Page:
Originally published in the Daily Telegraph, 29 November 2016
With the world coming to terms with the reality of President Trump, former Treasurer Joe Hockey suddenly finds himself with the most important job in the country.
As our man in Washington, it falls to Joe to make sense of where the United States is going under a Trump administration.
And while getting the President-elect’s mobile number from Greg Norman was a good start, there is a big job ahead.
Trade agreements, commercial interests, security treaties like ANZUS, our involvement in the Middle East, attitudes to China and Asia more broadly are all at issue.
Ambassador Hockey is our front line in understanding it all. He has to forge links with people we expect will have key roles in the new administration. He has to establish a rapport with the Trump team.
In other words, relationships matter and it’s going to be up to Joe to ensure Australia is kept top of mind in Washington.
We may have enduring links and a great alliance but in an atmosphere of foreign policy isolationism we can’t afford to be complacent.
Back here in Australia, all the government does is make Joe’s job harder.
Every member of Cabinet and every backbencher seems willing to put their speculation as to what a Trump Presidency could mean for Australia out into the public domain. The second-guessing has fed the media machine for weeks. This of course comes after the on-the-record criticisms of candidate Trump by senior members of the government before the election.
Prime Minister Malcolm Turnbull described some of his comments as “loathsome”. They were. Senior minister Josh Frydenberg called him "a dropkick" and his colleague Christopher Pyne said Trump’s movement was “terrifying”.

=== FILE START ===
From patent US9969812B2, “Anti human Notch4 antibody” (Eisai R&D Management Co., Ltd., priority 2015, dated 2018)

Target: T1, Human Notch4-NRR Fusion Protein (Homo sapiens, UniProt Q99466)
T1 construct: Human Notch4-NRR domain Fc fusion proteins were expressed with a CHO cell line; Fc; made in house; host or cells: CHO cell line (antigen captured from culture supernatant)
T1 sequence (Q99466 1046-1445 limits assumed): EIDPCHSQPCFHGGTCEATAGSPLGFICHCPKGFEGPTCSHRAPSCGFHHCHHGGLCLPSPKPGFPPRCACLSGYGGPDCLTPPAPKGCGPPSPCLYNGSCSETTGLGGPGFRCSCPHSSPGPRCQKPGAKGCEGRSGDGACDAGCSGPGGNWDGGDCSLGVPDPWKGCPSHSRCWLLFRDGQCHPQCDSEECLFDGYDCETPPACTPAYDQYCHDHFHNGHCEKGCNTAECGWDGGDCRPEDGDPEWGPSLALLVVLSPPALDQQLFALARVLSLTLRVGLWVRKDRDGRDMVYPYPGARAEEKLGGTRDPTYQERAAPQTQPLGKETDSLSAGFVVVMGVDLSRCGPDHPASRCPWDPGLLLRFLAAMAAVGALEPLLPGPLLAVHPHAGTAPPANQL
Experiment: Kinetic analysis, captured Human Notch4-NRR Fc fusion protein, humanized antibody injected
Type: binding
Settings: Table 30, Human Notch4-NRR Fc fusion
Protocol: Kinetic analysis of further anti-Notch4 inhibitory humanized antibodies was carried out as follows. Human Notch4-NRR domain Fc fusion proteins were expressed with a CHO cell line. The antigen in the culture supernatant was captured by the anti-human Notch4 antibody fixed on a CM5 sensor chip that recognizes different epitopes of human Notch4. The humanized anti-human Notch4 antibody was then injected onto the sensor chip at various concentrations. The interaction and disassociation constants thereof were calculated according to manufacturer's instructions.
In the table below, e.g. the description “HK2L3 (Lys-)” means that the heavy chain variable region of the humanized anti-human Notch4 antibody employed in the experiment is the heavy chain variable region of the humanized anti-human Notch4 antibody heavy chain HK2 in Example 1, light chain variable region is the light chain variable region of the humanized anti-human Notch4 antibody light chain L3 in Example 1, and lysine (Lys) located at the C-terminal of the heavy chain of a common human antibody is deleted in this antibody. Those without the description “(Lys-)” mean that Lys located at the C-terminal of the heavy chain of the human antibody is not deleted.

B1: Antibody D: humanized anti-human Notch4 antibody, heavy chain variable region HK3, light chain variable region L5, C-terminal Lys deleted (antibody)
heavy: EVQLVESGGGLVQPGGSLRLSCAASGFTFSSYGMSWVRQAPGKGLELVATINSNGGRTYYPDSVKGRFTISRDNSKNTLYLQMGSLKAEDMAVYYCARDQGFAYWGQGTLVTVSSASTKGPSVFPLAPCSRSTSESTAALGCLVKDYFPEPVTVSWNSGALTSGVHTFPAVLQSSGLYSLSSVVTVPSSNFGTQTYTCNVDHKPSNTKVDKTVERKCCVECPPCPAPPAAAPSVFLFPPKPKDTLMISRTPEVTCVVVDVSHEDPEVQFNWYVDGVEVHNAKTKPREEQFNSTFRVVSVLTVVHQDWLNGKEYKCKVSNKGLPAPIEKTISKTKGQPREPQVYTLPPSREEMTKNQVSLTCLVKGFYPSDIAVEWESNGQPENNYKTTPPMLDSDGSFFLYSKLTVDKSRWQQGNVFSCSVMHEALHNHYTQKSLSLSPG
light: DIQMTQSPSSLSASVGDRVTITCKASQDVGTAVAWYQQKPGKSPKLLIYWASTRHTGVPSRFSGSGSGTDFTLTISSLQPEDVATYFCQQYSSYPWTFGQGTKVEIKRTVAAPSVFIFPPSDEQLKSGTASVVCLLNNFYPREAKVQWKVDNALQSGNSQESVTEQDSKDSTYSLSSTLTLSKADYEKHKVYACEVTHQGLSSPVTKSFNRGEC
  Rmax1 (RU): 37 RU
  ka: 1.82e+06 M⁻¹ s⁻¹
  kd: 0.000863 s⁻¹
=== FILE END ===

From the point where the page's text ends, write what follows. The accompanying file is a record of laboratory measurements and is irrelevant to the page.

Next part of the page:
And now Trump is president-elect and the Prime Minister needs to be clear about how we will work with the Trump administration.
In the PM’s first address to the nation once the election result was known, the overly verbose style of the former barrister was again on show. He spoke in generalities, papering over his previous concerns and missing the opportunity to set the tone for our future engagement.
German leader Angela Merkel chose a different path, showing how to offer congratulations and stay true to your beliefs. She talked about common values and the dignity of each and every person – “It is based on these values that I wish to offer close cooperation.”
And still, the earlier remarks of our political leaders remain on the public record for Trump to muse over.
Love him or loath him, Trump is Trump and from January he will be President. How best to find a way through all this and ensure Australia’s national interests are preserved?
To paraphrase our Prime Minister, there’s never been a better time to know the people in the know.
Over to you, Ambassador Hockey.
Alex Malley is chief executive of CPA Australia